The case horrified France and scared many Jews in this country. In the early morning of April 4, 2017, a Muslim man entered his Jewish neighbor’s apartment in Paris and killed her by defending her. Ten days ago, the Court of Cassation (the French Supreme Court) declared the defendant “criminally irresponsible” considering that his “discernment” was “abolished” due to drug use. Thousands of people protested yesterday in Paris and other cities against the decision. The president, Emmanuel Macron, promises to change the legislation to toughen it.
Horror places are sometimes nondescript. The Parisian Rue de Vaucouleurs, where Sarah Halimi lived, is an example. Low circulation, a pharmacy, a second-hand bookstore, a health center, a modern building with a backyard. It was in this courtyard that at dawn on April 4, 2017, the police found the body of Halimi, a 65-year-old retired daycare director. Shortly before, Kobili Traoré, 27, had entered her apartment to beat her up and finally throw her off the balcony while shouting “Allahu Akbar” and “I have killed Satan.”
The crime opened a legal struggle that has lasted four years. The debate was, first, on whether it was appropriate to qualify the act as anti-Semitic. At first, the investigating judge charged Traoré with murder; later he ended up adding the aggravating circumstance of anti-Semitism.
The second debate was legal and also medical. It was a matter of clarifying whether the accused was in full possession of his mental faculties when he murdered Halimi. Article 122.1 of the French penal code establishes: “The person who is affected, at the time of the events, by a psychic or neuropsychic disturbance that has abolished his discernment or control of his actions is not criminally responsible.”
The psychiatric reports agreed that Traoré was found to kill Halimi in the middle of an “acute delusional outburst (…) induced by cannabis use.” The first ruling concluded that, due to the voluntary consumption of drugs, one could speak not of “abolition” of discernment, but only of “alteration” and, therefore, the accused could be tried. The other rulings concluded that cannabis had been a factor, but not the only one, and stated that, in effect, there was “abolition of discernment”.
On April 14, the Court of Cassation confirmed the decision of lower courts and confirmed that there will be no trial against Traoré, who is being held in a psychiatric hospital. In a statement, he explained that irresponsibility is independent of the origin of the mental disorder: it does not matter if it is due to drug use or for another cause. Thus the case was closed in court. And so another controversy broke out that may lead to a legislative change.
“The meaning of the law, in France, is that when you are crazy, when you are in a state of madness, you are not responsible,” explains Patrice Spinosi, Traoré’s lawyer, by phone. “What the Court of Cassation says is that the crime was committed under a delirious outburst. It is not someone who has smoked too much and loses control, but someone who has a pathology, which is not just cannabis drunkenness: under the blow of the delusional outburst, which is a psychotic problem, there is no longer discernment, one does not know what What he does is out of his mind ”, argues the lawyer. “The other thing the judges say is that when Mr. Traoré smoked, he was not aware that this could cause a delusional outburst.”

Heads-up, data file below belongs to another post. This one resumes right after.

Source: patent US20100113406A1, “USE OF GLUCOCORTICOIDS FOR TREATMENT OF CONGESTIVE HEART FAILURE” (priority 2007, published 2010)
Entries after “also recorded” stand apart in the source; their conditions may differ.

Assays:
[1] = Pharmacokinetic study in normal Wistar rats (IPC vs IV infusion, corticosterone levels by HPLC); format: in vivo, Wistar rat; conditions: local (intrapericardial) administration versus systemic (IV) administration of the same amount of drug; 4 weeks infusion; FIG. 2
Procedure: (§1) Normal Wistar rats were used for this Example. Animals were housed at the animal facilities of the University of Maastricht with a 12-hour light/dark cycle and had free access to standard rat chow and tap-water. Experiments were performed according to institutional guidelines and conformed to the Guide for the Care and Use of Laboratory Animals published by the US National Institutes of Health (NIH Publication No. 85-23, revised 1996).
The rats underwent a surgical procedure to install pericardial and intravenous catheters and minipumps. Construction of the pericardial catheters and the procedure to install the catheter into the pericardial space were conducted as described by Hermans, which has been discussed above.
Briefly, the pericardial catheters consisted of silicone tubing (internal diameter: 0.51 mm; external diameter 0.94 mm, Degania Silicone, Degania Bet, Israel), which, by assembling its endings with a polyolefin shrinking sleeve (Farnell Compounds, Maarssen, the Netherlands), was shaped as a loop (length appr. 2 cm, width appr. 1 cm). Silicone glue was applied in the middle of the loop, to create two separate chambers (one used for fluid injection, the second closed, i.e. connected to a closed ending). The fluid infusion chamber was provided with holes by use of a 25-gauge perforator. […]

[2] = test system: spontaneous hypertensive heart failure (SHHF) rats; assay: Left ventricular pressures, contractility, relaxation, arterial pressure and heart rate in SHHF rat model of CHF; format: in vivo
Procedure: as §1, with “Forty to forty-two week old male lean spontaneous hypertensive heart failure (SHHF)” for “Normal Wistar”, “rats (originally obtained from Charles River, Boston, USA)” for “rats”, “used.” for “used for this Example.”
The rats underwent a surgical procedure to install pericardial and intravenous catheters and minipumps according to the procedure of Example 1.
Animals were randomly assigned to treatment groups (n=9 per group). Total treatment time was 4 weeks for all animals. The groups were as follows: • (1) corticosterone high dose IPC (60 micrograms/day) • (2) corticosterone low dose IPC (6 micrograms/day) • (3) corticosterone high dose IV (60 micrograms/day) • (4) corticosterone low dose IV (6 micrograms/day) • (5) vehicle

“[Traoré] He is not crazy: he played crazy ”, says Francis Kalifat, president of the representative council of Jewish institutions in France. “It is clear that it was an anti-Semitic crime that he made up as madness.” According to Kalifat, the Supreme Court’s decision “is a bad sign, and not only for the Jews.” “When someone takes drugs voluntarily”, he adds, “and commits a crime, the drug becomes an excuse and mitigating factor, while if one has a car accident, the drug is an aggravating factor.”
At the Paris demonstration, in the Trocadero square, to demand justice for Sarah Halimi, this was a recurring argument. On a poster, you could see a drawing of a cannabis leaf with the words: “Permission to kill.” Another read: “Jewish lives matter”, An allusion to Black Lives Matter, the movement against impunity for racist violence in the United States. “In the United States, Justice heard the popular demand. Not in France, ”said Chérif, the man who carried this poster. “I am not Jewish,” he explained, “but we cannot be indifferent.”
Justice Minister Éric Dupond-Moretti announced on Sunday that he will present a bill to make it more difficult to protect oneself from criminal irresponsibility. “In the Republic, we do not judge sick or undiscerning citizens: we treat them,” Macron told the newspaper this week. Le Figaro. “But deciding to take drugs and then go ‘crazy’ should not, in my opinion, abolish criminal responsibility.”
Eddie is an Australian news reporter with over 9 years in the industry and has published on Forbes and tech crunch.